The sequence of bases on the mrna is a code that determines the sequence of amino acids in the polypeptide being synthesized:

The sequence of bases on the mrna is a code that determines the sequence of amino acids in the polypeptide being synthesized: Module 3F Protein Synthesis So far in this unit, we have examined: How genes are transmitted from one generation to the next Where genes are located What genes are made of How genes are replicated How

More information

LEVEL TWO BIOLOGY: GENE EXPRESSION

LEVEL TWO BIOLOGY: GENE EXPRESSION LEVEL TWO BIOLOGY: GENE EXPRESSION Protein synthesis DNA structure and replication Polypeptide chains and amino acids Mutations Metabolic pathways Protein Synthesis: I can define a protein in terms of

More information

Exam #2 BSC Fall. NAME Key answers in bold

Exam #2 BSC Fall. NAME Key answers in bold Exam #2 BSC 2011 2004 Fall NAME Key answers in bold _ FORM B Before you begin, please write your name and social security number on the computerized score sheet. Mark in the corresponding bubbles under

More information

Section 12 3 RNA and Protein Synthesis

Section 12 3 RNA and Protein Synthesis Name Class Date Section 12 3 RNA and Protein Synthesis (pages 300 306) Key Concepts What are the three main types of RNA? What is transcription? What is translation? The Structure of RNA (page 300) 1.

More information

NAME: Microbiology BI234 MUST be written and will not be accepted as a typed document.

NAME: Microbiology BI234 MUST be written and will not be accepted as a typed document. Chapter 8 Study Guide What is the study of genetics, and what topics does it focus on? What is a genome? NAME: Microbiology BI234 MUST be written and will not be accepted as a typed document. Describe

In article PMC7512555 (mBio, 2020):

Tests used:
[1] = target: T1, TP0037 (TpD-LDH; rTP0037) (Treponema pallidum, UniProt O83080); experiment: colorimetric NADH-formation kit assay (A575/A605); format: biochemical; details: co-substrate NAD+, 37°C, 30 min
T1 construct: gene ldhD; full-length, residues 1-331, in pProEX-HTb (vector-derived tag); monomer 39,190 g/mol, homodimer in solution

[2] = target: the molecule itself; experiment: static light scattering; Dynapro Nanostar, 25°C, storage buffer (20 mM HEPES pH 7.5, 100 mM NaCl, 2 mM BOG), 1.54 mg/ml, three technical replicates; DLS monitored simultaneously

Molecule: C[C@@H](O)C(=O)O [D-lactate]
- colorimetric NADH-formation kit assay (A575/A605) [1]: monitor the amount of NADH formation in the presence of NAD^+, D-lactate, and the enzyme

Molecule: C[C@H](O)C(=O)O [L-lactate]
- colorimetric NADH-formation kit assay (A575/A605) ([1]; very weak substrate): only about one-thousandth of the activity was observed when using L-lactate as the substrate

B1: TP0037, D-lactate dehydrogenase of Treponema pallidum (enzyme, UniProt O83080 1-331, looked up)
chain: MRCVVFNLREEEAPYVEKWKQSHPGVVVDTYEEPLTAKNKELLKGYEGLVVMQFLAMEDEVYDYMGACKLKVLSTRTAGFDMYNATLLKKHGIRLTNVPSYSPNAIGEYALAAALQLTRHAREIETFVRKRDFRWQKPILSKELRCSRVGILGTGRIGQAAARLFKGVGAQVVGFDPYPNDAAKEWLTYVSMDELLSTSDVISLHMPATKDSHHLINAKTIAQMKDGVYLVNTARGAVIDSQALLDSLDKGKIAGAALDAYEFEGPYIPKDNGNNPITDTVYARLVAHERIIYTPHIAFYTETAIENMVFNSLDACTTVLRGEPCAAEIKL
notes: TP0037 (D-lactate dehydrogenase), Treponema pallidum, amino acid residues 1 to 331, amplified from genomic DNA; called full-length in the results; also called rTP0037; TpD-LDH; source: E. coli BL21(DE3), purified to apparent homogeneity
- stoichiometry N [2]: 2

More information

Chapter 21 Active Reading Guide The Evolution of Populations

Chapter 21 Active Reading Guide The Evolution of Populations Name: Roksana Korbi AP Biology Chapter 21 Active Reading Guide The Evolution of Populations This chapter begins with the idea that we focused on as we closed Chapter 19: Individuals do not evolve! Populations

More information

GENE MUTATIONS. Name: Date: Period: Part One: DNA Error in Replication

GENE MUTATIONS. Name: Date: Period: Part One: DNA Error in Replication Part One: DNA Error in Replication In your Modern Biology textbook, turn to page 202. After reading this page, complete the following. 1. A mutation is a change in. 2. Since genes (sections of DNA) code

More information

MUTATION, DNA REPAIR AND CANCER

MUTATION, DNA REPAIR AND CANCER MUTATION, DNA REPAIR AND CANCER 1 Mutation A heritable change in the genetic material Essential to the continuity of life Source of variation for natural selection New mutations are more likely to be harmful

More information

Nature of Genetic Material. Nature of Genetic Material

Nature of Genetic Material. Nature of Genetic Material Core Category Nature of Genetic Material Nature of Genetic Material Core Concepts in Genetics (in bold)/example Learning Objectives How is DNA organized? Describe the types of DNA regions that do not encode

More information

Lesson Overview. Fermentation. Lesson Overview 13.1 RNA

Lesson Overview. Fermentation. Lesson Overview 13.1 RNA Lesson Overview 13.1 RNA Similarities between DNA & RNA They are both nucleic acids They both have: a 5-carbon sugar, a phosphate group, a nitrogenous base. Comparing RNA and DNA There are three important

More information

From DNA to Protein. Chapter 14

From DNA to Protein. Chapter 14 From DNA to Protein Chapter 14 Impacts, Issues: Ricin and your Ribosomes Ricin is toxic because it inactivates ribosomes, the organelles which assemble amino acids into proteins, critical to life processes